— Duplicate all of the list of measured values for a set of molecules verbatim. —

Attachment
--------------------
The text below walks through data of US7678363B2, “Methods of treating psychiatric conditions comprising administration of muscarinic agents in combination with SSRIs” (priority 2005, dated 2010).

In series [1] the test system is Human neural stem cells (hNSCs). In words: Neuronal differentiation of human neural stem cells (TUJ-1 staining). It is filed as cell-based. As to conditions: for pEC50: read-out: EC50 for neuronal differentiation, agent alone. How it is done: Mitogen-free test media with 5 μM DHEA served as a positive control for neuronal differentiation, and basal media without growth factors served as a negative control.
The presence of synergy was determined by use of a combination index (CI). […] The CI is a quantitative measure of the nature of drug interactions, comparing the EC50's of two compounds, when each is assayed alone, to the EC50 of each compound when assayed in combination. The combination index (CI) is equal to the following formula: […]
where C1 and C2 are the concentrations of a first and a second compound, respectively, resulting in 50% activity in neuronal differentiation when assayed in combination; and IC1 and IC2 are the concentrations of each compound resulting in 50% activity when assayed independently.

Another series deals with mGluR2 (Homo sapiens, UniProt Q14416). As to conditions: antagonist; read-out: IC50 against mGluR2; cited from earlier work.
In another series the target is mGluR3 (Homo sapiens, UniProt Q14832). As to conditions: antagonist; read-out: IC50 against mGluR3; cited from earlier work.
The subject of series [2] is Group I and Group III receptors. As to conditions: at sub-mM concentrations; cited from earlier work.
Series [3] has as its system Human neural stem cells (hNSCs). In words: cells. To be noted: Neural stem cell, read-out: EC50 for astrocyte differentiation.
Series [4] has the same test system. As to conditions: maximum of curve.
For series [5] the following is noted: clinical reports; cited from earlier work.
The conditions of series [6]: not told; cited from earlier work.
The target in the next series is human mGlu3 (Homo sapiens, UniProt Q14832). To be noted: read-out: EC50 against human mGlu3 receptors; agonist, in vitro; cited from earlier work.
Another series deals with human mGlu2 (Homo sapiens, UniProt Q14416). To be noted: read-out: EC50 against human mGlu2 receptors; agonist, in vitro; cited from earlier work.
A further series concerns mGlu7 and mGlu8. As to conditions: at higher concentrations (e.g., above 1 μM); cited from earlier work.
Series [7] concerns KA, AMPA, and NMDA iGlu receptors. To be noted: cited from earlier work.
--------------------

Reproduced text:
The text below walks through data of US7678363B2, “Methods of treating psychiatric conditions comprising administration of muscarinic agents in combination with SSRIs” (priority 2005, dated 2010).

In series [1] the test system is Human neural stem cells (hNSCs). In words: Neuronal differentiation of human neural stem cells (TUJ-1 staining). It is filed as cell-based. As to conditions: for pEC50: read-out: EC50 for neuronal differentiation, agent alone. How it is done: Mitogen-free test media with 5 μM DHEA served as a positive control for neuronal differentiation, and basal media without growth factors served as a negative control.
The presence of synergy was determined by use of a combination index (CI). […] The CI is a quantitative measure of the nature of drug interactions, comparing the EC50's of two compounds, when each is assayed alone, to the EC50 of each compound when assayed in combination. The combination index (CI) is equal to the following formula: […]
where C1 and C2 are the concentrations of a first and a second compound, respectively, resulting in 50% activity in neuronal differentiation when assayed in combination; and IC1 and IC2 are the concentrations of each compound resulting in 50% activity when assayed independently.

Another series deals with mGluR2 (Homo sapiens, UniProt Q14416). As to conditions: antagonist; read-out: IC50 against mGluR2; cited from earlier work.
In another series the target is mGluR3 (Homo sapiens, UniProt Q14832). As to conditions: antagonist; read-out: IC50 against mGluR3; cited from earlier work.
The subject of series [2] is Group I and Group III receptors. As to conditions: at sub-mM concentrations; cited from earlier work.
Series [3] has as its system Human neural stem cells (hNSCs). In words: cells. To be noted: Neural stem cell, read-out: EC50 for astrocyte differentiation.
Series [4] has the same test system. As to conditions: maximum of curve.
For series [5] the following is noted: clinical reports; cited from earlier work.
The conditions of series [6]: not told; cited from earlier work.
The target in the next series is human mGlu3 (Homo sapiens, UniProt Q14832). To be noted: read-out: EC50 against human mGlu3 receptors; agonist, in vitro; cited from earlier work.
Another series deals with human mGlu2 (Homo sapiens, UniProt Q14416). To be noted: read-out: EC50 against human mGlu2 receptors; agonist, in vitro; cited from earlier work.
A further series concerns mGlu7 and mGlu8. As to conditions: at higher concentrations (e.g., above 1 μM); cited from earlier work.
Series [7] concerns KA, AMPA, and NMDA iGlu receptors. To be noted: cited from earlier work.